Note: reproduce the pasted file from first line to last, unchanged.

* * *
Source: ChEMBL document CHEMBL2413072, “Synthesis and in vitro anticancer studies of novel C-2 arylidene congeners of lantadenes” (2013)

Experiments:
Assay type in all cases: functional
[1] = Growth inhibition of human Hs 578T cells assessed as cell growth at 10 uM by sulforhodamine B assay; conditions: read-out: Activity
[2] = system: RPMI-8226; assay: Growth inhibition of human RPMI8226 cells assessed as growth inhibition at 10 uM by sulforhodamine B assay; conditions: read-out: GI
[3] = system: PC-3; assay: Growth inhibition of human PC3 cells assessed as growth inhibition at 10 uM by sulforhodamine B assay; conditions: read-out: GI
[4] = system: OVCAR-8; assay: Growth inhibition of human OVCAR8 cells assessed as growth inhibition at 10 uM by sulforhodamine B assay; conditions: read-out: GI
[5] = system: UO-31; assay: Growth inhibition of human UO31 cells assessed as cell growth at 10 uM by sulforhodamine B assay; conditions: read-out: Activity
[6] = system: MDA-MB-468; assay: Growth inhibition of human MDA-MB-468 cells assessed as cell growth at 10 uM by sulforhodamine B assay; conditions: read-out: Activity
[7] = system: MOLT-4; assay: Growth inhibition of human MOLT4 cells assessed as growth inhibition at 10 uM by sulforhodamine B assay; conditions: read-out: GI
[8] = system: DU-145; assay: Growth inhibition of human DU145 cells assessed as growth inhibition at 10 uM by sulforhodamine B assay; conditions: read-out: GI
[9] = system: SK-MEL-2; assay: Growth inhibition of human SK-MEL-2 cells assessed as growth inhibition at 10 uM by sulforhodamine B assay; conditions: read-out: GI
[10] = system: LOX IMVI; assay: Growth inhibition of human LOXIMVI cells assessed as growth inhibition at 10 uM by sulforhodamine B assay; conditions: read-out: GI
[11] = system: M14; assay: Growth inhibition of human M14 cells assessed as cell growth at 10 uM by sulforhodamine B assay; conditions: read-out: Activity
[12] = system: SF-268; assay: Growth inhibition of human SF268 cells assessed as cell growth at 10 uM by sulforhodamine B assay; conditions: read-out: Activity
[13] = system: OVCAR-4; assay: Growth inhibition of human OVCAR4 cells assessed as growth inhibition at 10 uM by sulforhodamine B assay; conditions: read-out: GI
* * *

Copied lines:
Source: ChEMBL document CHEMBL2413072, “Synthesis and in vitro anticancer studies of novel C-2 arylidene congeners of lantadenes” (2013)

Experiments:
Assay type in all cases: functional
[1] = Growth inhibition of human Hs 578T cells assessed as cell growth at 10 uM by sulforhodamine B assay; conditions: read-out: Activity
[2] = system: RPMI-8226; assay: Growth inhibition of human RPMI8226 cells assessed as growth inhibition at 10 uM by sulforhodamine B assay; conditions: read-out: GI
[3] = system: PC-3; assay: Growth inhibition of human PC3 cells assessed as growth inhibition at 10 uM by sulforhodamine B assay; conditions: read-out: GI
[4] = system: OVCAR-8; assay: Growth inhibition of human OVCAR8 cells assessed as growth inhibition at 10 uM by sulforhodamine B assay; conditions: read-out: GI
[5] = system: UO-31; assay: Growth inhibition of human UO31 cells assessed as cell growth at 10 uM by sulforhodamine B assay; conditions: read-out: Activity
[6] = system: MDA-MB-468; assay: Growth inhibition of human MDA-MB-468 cells assessed as cell growth at 10 uM by sulforhodamine B assay; conditions: read-out: Activity
[7] = system: MOLT-4; assay: Growth inhibition of human MOLT4 cells assessed as growth inhibition at 10 uM by sulforhodamine B assay; conditions: read-out: GI
[8] = system: DU-145; assay: Growth inhibition of human DU145 cells assessed as growth inhibition at 10 uM by sulforhodamine B assay; conditions: read-out: GI
[9] = system: SK-MEL-2; assay: Growth inhibition of human SK-MEL-2 cells assessed as growth inhibition at 10 uM by sulforhodamine B assay; conditions: read-out: GI
[10] = system: LOX IMVI; assay: Growth inhibition of human LOXIMVI cells assessed as growth inhibition at 10 uM by sulforhodamine B assay; conditions: read-out: GI
[11] = system: M14; assay: Growth inhibition of human M14 cells assessed as cell growth at 10 uM by sulforhodamine B assay; conditions: read-out: Activity
[12] = system: SF-268; assay: Growth inhibition of human SF268 cells assessed as cell growth at 10 uM by sulforhodamine B assay; conditions: read-out: Activity
[13] = system: OVCAR-4; assay: Growth inhibition of human OVCAR4 cells assessed as growth inhibition at 10 uM by sulforhodamine B assay; conditions: read-out: GI